# What actually is electricity?

 Introduction Focus Video Conclusions What's next? Authors

### Introduction

To understand how electric vehicles work we’re going to need to know a few things about electricity first. Putting it really simply, electricity is all about pushing electrons around.

### Focus

Let’s take a closer look at what electricity is and how making electrons move about is key. But what is an electron, I hear you cry…

Electrons

Electrons are one of the three particles that make up atoms – the other two are protons and neutrons. Neutrons get their name from being neutral. Protons and electrons, on the other hand, have charge. We say that the charge of the electron is negative; the opposite charge can be found in a proton, keeping everything balanced. We can abbreviate neutrons, protons and electrons to n0, p+, and e respectively.

The neutrons and the protons stay in the centre of the atom – we call it the nucleus – while the electrons whizz around the outside of the nucleus like orbiting planets (sort of – electrons get complicated very quickly, I’m afraid). Lithium – an element we will be talking about a lot in this series – for example has four neutrons, three protons and three electrons normally.

Normally there will be the same number of electrons and protons in each atom. This keeps the charge balanced – one negative for every positive! This keeps things stable and not much happens. Some elements, though, are quite happy to give away an electron and become positively charged overall. Others are greedy and can take electrons from other atoms to become negatively charged. Then there are the metals – they can share electrons out! Each atom in a metal can pass electrons to the atoms next to it and receive another electron as a replacement from somewhere else. This is what allows them to conduct electricity!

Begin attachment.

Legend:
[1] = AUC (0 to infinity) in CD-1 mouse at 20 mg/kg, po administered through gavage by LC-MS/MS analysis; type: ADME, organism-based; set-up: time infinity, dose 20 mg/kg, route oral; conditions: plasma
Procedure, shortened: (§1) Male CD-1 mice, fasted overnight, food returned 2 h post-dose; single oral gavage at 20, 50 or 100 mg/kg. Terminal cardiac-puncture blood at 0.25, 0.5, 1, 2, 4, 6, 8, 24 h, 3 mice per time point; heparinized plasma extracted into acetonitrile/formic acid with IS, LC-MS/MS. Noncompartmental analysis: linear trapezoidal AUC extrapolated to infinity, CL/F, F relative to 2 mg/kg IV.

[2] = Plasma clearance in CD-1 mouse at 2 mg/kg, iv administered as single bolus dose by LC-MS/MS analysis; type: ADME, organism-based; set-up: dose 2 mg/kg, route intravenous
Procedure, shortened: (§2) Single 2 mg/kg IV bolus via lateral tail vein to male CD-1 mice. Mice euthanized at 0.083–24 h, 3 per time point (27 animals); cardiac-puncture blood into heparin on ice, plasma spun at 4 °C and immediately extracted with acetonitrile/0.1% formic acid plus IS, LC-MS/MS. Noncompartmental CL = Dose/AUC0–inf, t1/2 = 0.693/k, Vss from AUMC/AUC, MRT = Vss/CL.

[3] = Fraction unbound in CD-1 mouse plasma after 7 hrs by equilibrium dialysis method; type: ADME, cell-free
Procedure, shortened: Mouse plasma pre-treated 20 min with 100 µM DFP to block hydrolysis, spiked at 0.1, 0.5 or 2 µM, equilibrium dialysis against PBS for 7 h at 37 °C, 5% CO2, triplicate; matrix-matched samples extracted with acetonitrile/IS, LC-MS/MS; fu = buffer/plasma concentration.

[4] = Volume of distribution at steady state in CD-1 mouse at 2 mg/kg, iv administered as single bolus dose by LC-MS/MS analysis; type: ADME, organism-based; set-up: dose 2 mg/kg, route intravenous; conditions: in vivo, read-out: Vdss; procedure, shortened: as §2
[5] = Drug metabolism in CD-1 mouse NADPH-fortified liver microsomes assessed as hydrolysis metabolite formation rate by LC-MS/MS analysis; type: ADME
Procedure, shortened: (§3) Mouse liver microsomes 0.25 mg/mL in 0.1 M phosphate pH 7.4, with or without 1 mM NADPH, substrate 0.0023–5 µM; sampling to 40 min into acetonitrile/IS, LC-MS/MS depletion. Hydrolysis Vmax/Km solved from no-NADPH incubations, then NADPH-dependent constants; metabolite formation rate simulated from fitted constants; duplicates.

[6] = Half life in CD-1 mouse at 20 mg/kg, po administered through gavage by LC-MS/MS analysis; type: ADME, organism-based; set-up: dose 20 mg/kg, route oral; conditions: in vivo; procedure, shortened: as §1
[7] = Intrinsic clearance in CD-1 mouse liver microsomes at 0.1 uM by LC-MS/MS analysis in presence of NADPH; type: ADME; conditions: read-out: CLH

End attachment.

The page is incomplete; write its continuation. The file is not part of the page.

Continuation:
If you can make electrons flow, you have electricity.

Charge

Each electron has exactly the same amount of charge, and there is nothing that we can do to change that. All we can do is move the electrons from one place to another – and with them goes that charge! Moving the charge around is what we really want to do.

One or two extra electrons isn’t going to make a big difference but if we can build up enough charge we can start to do things with it.

Circuits

If you tried to just move electrons from A to B, then A would lose the negative charge from the electrons. All of that balance we had before would be gone and the positive charge from the protons in A that haven’t gone anywhere would start to really build up.

Remember before we said balanced charges are peaceful? Well if you get too much of a difference in charge between two things you’ll get sparks!

Sparks are beams of electrons moving from a negatively charged point to a positively charged one to cancel out all that charge and try and make things balanced again. Lightning happens when there’s a massive difference in charge between the clouds and the ground.

To be able to move electrons around without building up these massive differences in charge and get sparks we need to give the electrons a complete lap from A to B and back to A again. We call this a circuit.

Current

If you could see electrons and you were really fast at counting things you could watch a part of the circuit and count how many electrons whizzed past you each second. You’d be measuring what we call current. Current is the rate at which the charge is moving – so how many electrons are going past a part of a circuit per second. Current is how much charge is flowing.

Voltage